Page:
The Steen Bille Cape. Copenhagen.
The beautiful yellow and green feather cape mentioned in the Report of a Journey Around the World in 1896 as very interesting but on that visit inaccessible for close examination or measurement, was on a second visit in 1912, put most obligingly in our hands for examination as mentioned in the report of that visit and it has seemed best to reproduce the illustration which was from a photograph kindly sent by Dr. Sophus Muller the distinguished antiquarian and ethnologist, Director of the Nationalmuseet in Copenhagen. We were used to the fading of these feather Ahuula in the bright light of the tropics, but were surprised to see that even here the fading was evident since the previous visit.
The measurements are as follow: extreme breadth 36 inches; depth of back 18 inches, of front 12 inches. Red and black spots on the front edges and neck; the crescents and semicrescents are of dark green (Hemignathus procerus, Cab.?) or on (Psittirostra psittacea, species of Hawaiian honeycreeper). The bird from which the feathers came is uncertain as the olive green has faded and without the bird for comparison the exact color is doubtful.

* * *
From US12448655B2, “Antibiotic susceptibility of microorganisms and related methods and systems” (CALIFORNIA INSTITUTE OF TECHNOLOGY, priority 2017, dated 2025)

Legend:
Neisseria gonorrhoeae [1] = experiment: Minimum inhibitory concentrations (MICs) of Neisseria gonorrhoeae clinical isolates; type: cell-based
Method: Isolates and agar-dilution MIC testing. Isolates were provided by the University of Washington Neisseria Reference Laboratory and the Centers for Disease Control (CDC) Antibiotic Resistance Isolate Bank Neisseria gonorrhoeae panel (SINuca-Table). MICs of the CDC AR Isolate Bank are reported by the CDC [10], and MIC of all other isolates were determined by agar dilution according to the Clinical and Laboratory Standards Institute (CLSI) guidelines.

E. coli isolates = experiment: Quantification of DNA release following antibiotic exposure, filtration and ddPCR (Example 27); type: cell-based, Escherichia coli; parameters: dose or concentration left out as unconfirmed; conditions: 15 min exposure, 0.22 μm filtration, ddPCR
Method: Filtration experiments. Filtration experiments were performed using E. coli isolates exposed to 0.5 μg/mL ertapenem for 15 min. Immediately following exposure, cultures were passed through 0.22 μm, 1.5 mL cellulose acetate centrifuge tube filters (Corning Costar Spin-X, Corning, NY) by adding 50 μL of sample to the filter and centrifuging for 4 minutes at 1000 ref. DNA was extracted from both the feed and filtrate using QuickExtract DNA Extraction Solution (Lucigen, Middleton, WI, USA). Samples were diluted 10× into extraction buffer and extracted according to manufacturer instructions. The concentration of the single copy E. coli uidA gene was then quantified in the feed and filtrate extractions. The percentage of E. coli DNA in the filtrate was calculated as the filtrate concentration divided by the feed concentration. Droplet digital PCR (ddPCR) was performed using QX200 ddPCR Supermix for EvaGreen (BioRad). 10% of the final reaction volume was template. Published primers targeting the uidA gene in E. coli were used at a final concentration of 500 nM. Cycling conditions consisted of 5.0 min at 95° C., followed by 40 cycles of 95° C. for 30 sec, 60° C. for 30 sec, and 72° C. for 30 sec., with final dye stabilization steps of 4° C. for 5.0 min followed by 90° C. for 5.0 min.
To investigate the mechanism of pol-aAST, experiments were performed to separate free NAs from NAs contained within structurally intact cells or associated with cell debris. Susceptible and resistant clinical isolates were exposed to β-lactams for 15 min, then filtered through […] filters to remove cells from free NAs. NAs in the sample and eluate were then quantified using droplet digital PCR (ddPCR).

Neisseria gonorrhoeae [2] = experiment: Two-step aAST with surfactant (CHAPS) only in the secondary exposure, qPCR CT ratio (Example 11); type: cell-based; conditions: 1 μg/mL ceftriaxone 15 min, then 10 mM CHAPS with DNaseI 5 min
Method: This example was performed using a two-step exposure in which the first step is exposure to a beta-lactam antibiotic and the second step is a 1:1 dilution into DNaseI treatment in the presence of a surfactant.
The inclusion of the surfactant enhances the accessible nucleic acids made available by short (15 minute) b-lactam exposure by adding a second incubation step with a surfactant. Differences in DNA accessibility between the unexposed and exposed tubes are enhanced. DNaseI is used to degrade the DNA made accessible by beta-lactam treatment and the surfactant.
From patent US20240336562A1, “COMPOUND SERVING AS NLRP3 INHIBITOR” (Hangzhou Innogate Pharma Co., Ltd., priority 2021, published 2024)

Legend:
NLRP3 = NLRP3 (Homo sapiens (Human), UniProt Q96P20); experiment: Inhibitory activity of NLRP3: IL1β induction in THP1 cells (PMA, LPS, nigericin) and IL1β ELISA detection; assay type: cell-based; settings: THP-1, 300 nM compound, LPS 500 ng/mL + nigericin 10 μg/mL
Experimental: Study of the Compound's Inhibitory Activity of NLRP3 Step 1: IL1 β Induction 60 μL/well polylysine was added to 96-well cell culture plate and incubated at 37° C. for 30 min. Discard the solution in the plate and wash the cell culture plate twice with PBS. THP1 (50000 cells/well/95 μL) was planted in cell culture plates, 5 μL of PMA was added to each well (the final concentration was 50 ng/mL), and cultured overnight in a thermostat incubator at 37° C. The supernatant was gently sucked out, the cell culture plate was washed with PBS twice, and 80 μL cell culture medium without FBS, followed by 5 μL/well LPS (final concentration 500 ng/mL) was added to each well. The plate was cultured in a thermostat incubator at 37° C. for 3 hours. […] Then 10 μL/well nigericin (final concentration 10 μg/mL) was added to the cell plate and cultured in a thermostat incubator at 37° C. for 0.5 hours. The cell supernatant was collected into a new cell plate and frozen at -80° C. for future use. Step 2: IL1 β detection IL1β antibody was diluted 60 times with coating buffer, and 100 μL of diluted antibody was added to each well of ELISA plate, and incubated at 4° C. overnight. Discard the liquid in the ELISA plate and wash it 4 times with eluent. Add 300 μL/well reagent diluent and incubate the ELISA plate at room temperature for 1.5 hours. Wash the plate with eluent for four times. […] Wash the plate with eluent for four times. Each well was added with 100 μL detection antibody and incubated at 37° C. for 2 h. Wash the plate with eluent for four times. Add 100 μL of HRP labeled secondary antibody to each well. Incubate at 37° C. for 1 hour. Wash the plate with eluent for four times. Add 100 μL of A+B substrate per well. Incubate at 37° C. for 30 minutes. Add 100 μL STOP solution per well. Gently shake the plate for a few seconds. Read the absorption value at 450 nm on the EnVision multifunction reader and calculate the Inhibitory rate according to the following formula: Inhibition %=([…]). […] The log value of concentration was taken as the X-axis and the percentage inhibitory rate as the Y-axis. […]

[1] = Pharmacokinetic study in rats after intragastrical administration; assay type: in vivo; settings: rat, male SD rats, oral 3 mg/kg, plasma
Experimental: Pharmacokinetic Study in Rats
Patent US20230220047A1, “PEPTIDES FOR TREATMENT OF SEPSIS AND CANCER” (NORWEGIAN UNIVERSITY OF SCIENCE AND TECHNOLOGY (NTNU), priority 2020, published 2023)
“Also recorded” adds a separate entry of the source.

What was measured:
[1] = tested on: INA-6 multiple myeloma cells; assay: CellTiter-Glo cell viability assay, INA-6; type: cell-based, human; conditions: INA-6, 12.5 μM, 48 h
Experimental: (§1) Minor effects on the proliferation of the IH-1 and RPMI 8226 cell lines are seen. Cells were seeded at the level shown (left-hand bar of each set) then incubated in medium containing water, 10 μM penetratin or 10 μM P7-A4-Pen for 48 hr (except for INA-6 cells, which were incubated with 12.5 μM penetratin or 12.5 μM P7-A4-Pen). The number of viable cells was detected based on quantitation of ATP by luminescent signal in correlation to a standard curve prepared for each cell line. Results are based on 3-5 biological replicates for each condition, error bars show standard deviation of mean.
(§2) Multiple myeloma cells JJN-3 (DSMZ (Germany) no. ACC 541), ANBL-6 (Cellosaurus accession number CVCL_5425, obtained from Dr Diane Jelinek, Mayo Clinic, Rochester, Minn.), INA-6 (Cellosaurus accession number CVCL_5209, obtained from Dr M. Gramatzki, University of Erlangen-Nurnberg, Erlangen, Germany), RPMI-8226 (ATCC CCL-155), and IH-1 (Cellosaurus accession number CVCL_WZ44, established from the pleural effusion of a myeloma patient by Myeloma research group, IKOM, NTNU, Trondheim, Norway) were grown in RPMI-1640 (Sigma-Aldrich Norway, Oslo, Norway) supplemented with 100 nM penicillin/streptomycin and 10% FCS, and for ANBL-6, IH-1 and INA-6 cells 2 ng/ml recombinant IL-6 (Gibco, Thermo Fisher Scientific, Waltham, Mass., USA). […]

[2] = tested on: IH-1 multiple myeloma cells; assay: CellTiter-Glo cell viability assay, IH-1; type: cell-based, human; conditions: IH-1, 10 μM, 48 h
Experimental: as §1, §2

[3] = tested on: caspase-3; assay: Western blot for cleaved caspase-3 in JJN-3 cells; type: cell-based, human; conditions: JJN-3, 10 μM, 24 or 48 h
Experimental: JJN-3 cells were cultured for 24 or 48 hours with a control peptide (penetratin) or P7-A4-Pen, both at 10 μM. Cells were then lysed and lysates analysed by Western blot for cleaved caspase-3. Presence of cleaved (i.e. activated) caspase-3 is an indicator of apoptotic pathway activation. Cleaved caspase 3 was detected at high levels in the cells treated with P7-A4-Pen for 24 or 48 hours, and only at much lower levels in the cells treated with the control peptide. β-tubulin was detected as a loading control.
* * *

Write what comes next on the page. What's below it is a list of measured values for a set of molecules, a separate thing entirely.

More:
In the color plate made from the photograph sent, with the original color restored as nearly as possible, this beautiful cape may be seen.
The ʻahuʻula is a feather coat reserved for the elite of the Hawaiian archipelago. It was traditionally worn with the mahiole, a feathered cap.
The Ahuula (ʻahuʻula), Hawaiian feather cloaks and the mahiole, Hawaiian feather helmets, are symbols reserved for the men of the aliʻi, that is to say the ruling class of the Hawaiian archipelago. They are made from a woven net and the feathers of two birds endemic to the islands; the red iiwi or scarlet honeycreeper and the Hawaiian ‘O’o (Moho nobilis, now extinct).
Source: Hawaiian Feather Work. Memoirs of the Bernice Pauahi Bishop Museum. Honolulu, H. I: Bishop Museum Press 1918
The Fabric of Civilization: How Textiles Made the World Paperback – December 7, 2021
by Virginia Postrel (Author)
From Neanderthal string to 3D knitting, an “expansive” global history that highlights “how textiles truly changed the world” (Wall Street Journal)